Sue Jones Labour’s social and economic policy was a success, and this is substantiated by the LSE’s definitive survey of the Blair-Brown years:

“There is clear evidence that public spending worked, contrary to popular belief.” Nor did Labour overspend. It inherited “a large deficit and high public sector debt”, with spending “at a historic low” – 14th out of 15 in the EU.

Labour’s spending increased, and money was invested in public services and social programs, and until the crash was still “unexceptional”, either by historic UK standards or international ones. Until 2007 “national debt levels were lower than when Labour took office”.

After years of neglect during the previous Conservative administration, Labour inherited a mess: public services in very poor state, shabby and squalid public buildings and unforgivably neglected human lives that formed a social deficit much more costly than any Treasury debt. Labour Ministers set about addressing the causes and devastating effects of poverty and social marginalisation. Both poverty and inequality had risen to levels unprecedented in post-war history.

This process accelerated during the 1980s. Unlike every other post-war decade, in which the benefits of economic growth had been shared across social groups, the economic gains of the 1980s disproportionately benefited the rich at the expense of the poor (Hills, 2004). Social inequality on such a gross level was not only the result of Thatcher’s policies, she celebrated it. She declared that inequality is essential to fostering “the spirit of envy” and hailed greed as a “valuable spur to economic activity”.

The “mess” that Thatcher left is verified by several longitudinal studies. Dr. Alex Scott-Samuel and colleagues from the Universities of Durham, West of Scotland, Glasgow and Edinburgh, sourced data from over 70 existing research papers, which concludes that as a result of unnecessary unemployment, welfare cuts and damaging housing policies, the former prime minister’s legacy “includes the unnecessary and unjust premature death of many British citizens, together with a substantial and continuing burden of suffering and loss of well-being.”

Sue Jones There can't be any consensus between the parties whilst the conservatives have adopted an authoritarian position, and certainly not whilst they continue to lie to the public, the extent of the lying is considerable, and it's constant -

Valen Cook You got that right, Glen.

Valen Cook To make things palatable for the ConDem recipients, some 'greasing of the wheels' has to be done. By giving all the parties some share of responsibility seemed the only way to get through to them.

Glen Shaky Shakespeare The Tories have no interest in putting things right for the country. They are earning far too much from the status quo.

Valen Cook I totally agree that Labour's strategy was working but we have to encourage all parties to come together, using some flannel might do the trick.

Sue Jones I wish I could see that happening

Valen Cook There has been consensus between the parties in the past - in the aftermath of the Second World War - but I think now is the time to dismantle the partisan system and have non-partisan leadership combining the best aspects of all the political ideologies which will leave no single part of the political spectrum wholly satisfied but may leave us with a much fairer system.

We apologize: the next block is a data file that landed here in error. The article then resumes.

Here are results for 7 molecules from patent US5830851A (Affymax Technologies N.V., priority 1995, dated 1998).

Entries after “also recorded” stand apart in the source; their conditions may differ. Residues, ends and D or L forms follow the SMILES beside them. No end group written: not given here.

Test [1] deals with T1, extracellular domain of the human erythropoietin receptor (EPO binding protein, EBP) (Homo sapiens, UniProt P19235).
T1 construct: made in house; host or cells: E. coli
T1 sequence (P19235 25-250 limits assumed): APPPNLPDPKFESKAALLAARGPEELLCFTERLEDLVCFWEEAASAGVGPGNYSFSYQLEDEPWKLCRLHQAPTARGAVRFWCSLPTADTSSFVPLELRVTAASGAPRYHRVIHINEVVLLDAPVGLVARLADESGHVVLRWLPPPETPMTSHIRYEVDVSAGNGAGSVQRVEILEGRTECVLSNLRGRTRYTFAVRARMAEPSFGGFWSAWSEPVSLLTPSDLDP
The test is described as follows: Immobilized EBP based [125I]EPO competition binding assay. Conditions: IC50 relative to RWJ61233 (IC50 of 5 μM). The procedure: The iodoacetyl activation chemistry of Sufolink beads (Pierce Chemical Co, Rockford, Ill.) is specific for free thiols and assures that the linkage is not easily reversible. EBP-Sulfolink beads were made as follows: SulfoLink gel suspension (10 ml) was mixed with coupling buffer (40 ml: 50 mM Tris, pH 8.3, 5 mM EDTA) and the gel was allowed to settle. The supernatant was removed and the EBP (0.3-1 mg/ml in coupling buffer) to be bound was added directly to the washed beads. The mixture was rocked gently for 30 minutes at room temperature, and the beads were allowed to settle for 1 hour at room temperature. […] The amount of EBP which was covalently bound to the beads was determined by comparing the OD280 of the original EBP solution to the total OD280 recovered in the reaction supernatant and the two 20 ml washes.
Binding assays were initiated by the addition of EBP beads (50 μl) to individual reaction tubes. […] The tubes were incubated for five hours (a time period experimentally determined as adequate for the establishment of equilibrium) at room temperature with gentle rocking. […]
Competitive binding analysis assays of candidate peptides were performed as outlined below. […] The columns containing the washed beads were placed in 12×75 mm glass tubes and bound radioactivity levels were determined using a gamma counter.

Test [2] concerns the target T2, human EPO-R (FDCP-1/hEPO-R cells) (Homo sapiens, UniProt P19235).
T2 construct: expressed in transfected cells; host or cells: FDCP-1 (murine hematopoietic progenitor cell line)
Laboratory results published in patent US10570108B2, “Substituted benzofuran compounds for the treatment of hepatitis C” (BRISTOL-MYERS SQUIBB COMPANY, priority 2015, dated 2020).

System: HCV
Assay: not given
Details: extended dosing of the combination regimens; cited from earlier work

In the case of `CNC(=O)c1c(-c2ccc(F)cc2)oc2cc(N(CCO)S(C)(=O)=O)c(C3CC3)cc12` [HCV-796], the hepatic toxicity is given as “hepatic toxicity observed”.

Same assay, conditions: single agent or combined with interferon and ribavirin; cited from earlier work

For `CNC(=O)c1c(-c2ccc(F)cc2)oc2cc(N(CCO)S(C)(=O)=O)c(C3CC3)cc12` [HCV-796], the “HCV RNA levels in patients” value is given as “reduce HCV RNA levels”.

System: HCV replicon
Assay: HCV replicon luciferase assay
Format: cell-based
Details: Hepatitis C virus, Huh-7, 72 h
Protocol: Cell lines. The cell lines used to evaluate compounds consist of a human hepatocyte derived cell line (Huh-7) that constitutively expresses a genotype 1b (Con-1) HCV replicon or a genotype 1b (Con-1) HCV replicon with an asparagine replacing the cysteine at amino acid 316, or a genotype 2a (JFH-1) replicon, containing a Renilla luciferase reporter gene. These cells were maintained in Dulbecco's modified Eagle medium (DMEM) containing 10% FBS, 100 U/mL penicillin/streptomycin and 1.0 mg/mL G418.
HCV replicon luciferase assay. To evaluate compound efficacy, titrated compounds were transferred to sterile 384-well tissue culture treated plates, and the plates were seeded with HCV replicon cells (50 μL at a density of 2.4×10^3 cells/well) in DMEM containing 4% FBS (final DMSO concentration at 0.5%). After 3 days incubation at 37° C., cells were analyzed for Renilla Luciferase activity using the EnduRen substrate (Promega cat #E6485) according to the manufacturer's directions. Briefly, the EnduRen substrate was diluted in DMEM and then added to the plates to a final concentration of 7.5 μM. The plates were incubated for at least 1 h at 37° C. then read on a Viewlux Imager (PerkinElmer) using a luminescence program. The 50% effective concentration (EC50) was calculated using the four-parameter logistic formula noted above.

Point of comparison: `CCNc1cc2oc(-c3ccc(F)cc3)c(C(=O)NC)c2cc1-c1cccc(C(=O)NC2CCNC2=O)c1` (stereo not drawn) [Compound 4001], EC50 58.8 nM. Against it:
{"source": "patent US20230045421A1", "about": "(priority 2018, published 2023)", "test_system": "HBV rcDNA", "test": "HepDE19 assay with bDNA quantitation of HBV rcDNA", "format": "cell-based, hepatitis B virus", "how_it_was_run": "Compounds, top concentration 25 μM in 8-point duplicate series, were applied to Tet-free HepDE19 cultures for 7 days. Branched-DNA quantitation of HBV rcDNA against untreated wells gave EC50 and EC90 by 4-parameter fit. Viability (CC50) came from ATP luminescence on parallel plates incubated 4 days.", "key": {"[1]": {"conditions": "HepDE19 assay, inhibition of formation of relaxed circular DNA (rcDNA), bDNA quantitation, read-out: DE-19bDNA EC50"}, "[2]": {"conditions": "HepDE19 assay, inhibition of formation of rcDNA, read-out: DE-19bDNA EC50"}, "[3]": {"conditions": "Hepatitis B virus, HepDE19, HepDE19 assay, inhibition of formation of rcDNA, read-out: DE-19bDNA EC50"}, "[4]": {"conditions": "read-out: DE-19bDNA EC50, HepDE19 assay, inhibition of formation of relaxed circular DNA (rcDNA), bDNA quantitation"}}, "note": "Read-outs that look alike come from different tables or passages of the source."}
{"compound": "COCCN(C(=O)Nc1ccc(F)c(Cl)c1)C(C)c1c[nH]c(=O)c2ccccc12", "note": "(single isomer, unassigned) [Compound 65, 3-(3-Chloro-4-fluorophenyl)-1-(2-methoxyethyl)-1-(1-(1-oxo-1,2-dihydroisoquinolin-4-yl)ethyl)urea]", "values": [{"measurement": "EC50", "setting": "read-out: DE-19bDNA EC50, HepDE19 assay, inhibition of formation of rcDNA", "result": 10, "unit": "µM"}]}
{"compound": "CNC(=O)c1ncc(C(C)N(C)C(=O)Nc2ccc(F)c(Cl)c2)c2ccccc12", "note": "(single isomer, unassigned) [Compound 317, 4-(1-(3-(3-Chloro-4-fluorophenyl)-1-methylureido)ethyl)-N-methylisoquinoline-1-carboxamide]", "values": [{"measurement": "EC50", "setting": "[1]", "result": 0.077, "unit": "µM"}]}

Valen Cook I totally agree, Glen. That's why we need to get rid of them.

Valen Cook We have to dream, Sue, or we will just lose all the will to fight for what's right.

Sue Jones I know that there was a postwar consensus, but since Thatcher, that's been impossible to sustain. The ideological positions of left and right are incommensurable

Sue Jones No Valen, we have to be realistic, face reality and deal with what is

Glen Shaky Shakespeare Tory policy is only meant to work for the richest at the expense of the poorest so any idea of political consensus is total nonsense. It is impossible. They are far too selfish. They have the wrong priorities. Our only hope is to get rid of them

Valen Cook That's why we have to get rid of the partisan system, Sue. You say face reality but all it takes is a leap of faith and the balls to carry it through.

Valen Cook Nothing is impossible, just implausible...until it's achieved. It is better to try and fail than to not try at all.

Sue Jones The problem with your idea is that the ideologies that policies are founded on are fundamentally grounded on very different beliefs about society and human nature. Furthermore , each party formulates policies which support a different section of society, with the tories believing that only the wealthy are virtuous and worthy of support, they build social hierarchies, whilst the left tends to support the vulnerable, and support equality and inclusion. These beliefs are irreconcilable

Sue Jones Many people took a leap of faith and voted lib dem, look where they landd

Glen Shaky Shakespeare I disagree. There is no point in even attempting this. Labour would be working in the interests of the country whilst the Tories would be fixated on the fortunes of millionaires. Non-starter.

Sue Jones Just said the same ^ lol, great minds

Valen Cook I'm not saying that I have all the answers, Sue, I'm not that arrogant. Does that mean that we can't have a proper dialogue to try to come up with a better solution? I voted Lib Dem in 2010 so I understand your reluctance to take a leap of faith if you did the same but that shouldn't stop us trying to change things for the better. Rid the system of party tribalism and you may have a shot at a better type of government. If we don't try then people like yourself and Glen have no reason to bitch about the system or the corrupt parties it creates.